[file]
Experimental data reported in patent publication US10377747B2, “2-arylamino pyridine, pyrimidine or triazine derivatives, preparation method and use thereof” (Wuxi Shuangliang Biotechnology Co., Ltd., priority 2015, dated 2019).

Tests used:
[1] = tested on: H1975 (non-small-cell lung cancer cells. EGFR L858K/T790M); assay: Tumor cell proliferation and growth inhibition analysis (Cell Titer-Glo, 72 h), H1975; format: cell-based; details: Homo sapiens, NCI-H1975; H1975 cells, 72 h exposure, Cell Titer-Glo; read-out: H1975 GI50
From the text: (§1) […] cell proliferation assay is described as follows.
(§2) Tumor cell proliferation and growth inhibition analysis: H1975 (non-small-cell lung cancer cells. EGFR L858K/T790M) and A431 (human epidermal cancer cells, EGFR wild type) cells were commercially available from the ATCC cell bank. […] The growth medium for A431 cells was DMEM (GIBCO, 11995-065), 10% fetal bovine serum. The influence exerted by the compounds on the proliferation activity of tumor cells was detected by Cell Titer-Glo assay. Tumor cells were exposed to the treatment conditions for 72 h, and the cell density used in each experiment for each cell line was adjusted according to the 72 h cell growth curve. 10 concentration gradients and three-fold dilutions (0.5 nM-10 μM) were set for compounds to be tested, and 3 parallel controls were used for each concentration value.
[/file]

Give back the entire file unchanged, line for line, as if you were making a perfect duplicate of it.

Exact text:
Experimental data reported in patent publication US10377747B2, “2-arylamino pyridine, pyrimidine or triazine derivatives, preparation method and use thereof” (Wuxi Shuangliang Biotechnology Co., Ltd., priority 2015, dated 2019).

Tests used:
[1] = tested on: H1975 (non-small-cell lung cancer cells. EGFR L858K/T790M); assay: Tumor cell proliferation and growth inhibition analysis (Cell Titer-Glo, 72 h), H1975; format: cell-based; details: Homo sapiens, NCI-H1975; H1975 cells, 72 h exposure, Cell Titer-Glo; read-out: H1975 GI50
From the text: (§1) […] cell proliferation assay is described as follows.
(§2) Tumor cell proliferation and growth inhibition analysis: H1975 (non-small-cell lung cancer cells. EGFR L858K/T790M) and A431 (human epidermal cancer cells, EGFR wild type) cells were commercially available from the ATCC cell bank. […] The growth medium for A431 cells was DMEM (GIBCO, 11995-065), 10% fetal bovine serum. The influence exerted by the compounds on the proliferation activity of tumor cells was detected by Cell Titer-Glo assay. Tumor cells were exposed to the treatment conditions for 72 h, and the cell density used in each experiment for each cell line was adjusted according to the 72 h cell growth curve. 10 concentration gradients and three-fold dilutions (0.5 nM-10 μM) were set for compounds to be tested, and 3 parallel controls were used for each concentration value.